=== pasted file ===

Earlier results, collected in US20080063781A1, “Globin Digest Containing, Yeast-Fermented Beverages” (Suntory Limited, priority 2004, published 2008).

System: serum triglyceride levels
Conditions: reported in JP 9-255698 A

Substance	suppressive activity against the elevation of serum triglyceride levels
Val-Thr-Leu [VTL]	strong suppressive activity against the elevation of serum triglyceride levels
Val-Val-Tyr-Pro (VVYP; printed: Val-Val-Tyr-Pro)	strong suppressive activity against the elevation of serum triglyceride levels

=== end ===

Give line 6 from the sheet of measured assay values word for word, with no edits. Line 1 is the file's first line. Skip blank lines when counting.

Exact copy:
Val-Val-Tyr-Pro (VVYP; printed: Val-Val-Tyr-Pro)	strong suppressive activity against the elevation of serum triglyceride levels